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Peter Bernas

May the Better Man Lose

Release Date: 04.06.99 Website www.waterdogmusic.com
Record label: Waterdog Music
Genre(s): Movies, Film Scores, Musicals, Etc.


A Nice Rock in the Rough
by: steven jacobetz

As you can probably tell from the album title, this semi-acoustic folk/rock debut recording from this Chicago-based singer is full of heartbreaking songs that are real tear-jerkers. However, Peter Bernas's record is an emotionally wrenching journey which is convincingly genuine and touching, if not musically brilliant.

In the words of Ralph Covert, fellow musician and Bernas's teacher at the Old Town School of Folk Music, this album reflects Bernas's development from a fledgling songwriter who had to be coaxed into playing a coffeehouse, to an artist who completed a full-length record.

Covert writes in the liner notes, "There's something in these songs which reflect his journey, a mix of pain honestly felt and the determination to somehow rise above it. To dare to love and fail, to dream and try again..."

The story surrounding the recording sessions for the album is as tragic as the material on the CD. Only weeks after the sessions wrapped up, guitarist John Duich, who figures prominently on the album, died unexpectedly and suddenly from a heart attack. The album is dedicated to his memory. It is clear that Bernas has been through a lot, and he is emotionally vulnerable, insecure and defensive. This defensiveness is most clearly shown in the liner notes, where he wrote in big type "A big 'fuck you' to all those who deserve it. You know who you are."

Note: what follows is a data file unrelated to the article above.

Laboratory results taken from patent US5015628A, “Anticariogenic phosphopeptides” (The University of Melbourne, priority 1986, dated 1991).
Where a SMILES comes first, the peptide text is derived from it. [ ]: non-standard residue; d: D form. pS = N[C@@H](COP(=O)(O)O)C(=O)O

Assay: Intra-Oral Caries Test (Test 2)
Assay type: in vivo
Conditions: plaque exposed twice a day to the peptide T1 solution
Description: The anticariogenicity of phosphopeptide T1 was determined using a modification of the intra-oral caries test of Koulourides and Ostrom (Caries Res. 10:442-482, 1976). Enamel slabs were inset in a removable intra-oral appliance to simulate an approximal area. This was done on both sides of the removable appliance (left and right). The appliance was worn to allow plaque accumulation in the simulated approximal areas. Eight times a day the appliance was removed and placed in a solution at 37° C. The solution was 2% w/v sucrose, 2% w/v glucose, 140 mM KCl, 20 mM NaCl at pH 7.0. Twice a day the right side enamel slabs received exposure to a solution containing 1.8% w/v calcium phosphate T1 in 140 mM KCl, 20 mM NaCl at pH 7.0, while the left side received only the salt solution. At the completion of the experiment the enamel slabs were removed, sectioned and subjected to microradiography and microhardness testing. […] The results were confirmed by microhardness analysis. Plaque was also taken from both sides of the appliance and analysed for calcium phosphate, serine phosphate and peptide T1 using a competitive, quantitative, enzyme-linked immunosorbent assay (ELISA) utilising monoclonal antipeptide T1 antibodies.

Knowing all the history behind this recording, it is best to proceed with caution and an open mind when listening to it, but the truth is that it is a very uneven album. Some songs are very well constructed, but others are barely cohesive. Bernas's singing voice is very inconsistent. He sounds like a poor Neil Young impersonator, and he has an annoying habit of slipping into spoken narrative, leading one to suspect that these pieces may have been more effective as spoken-word poetry accompanied by music.

The song "St. Agnes" features a most irritating device which involves Bernas narrating each line just before someone else sings them. Also, the second half of the album features several tracks which can be regarded as filler, including a second version of "The Girl You Knew Before" which is harder and faster than the first.

"Swieta W Chicago" was originally a Covert composition with English lyrics before Bernas wrote new lyrics in Polish. "The Paul Super Apple Blues" is an instrumental blues jam written by Duich which only lasts just over one minute before ending abruptly. That song appears to be unfinished, only put on the album because Duich died.

On the other hand, songs like the album's opener, "Apart" (which is the first song Bernas ever wrote), "The Girl You Knew Before" (both versions) and the album's last two tracks, "My Addiction" and "The Night Our Love Died", are well-written tunes which are very enjoyable.

May the Better Man Lose is an album which alternates between the craftsmanship of one of Neil Young's solo acoustic records, and cliché beatnik poetry set to music ("Here I stand, and here I wait/A broken-hearted man waiting for his fate"), all sung rather poorly. However, it does score points for genuineness and honesty. Peter Bernas has poured his heart and soul out for all of us to hear. What more can you ask for from an artist?

Bernas claims that with the help of his friends and teachers, he has gone from being "a rock" to becoming, "a diamond, or at least a nicer rock." This observer agrees, but he clearly has a long way to go before he becomes a true gem of a folk singer. It will be interesting to see if he tries again in the future, or if he has wrung his emotions dry. Time will tell.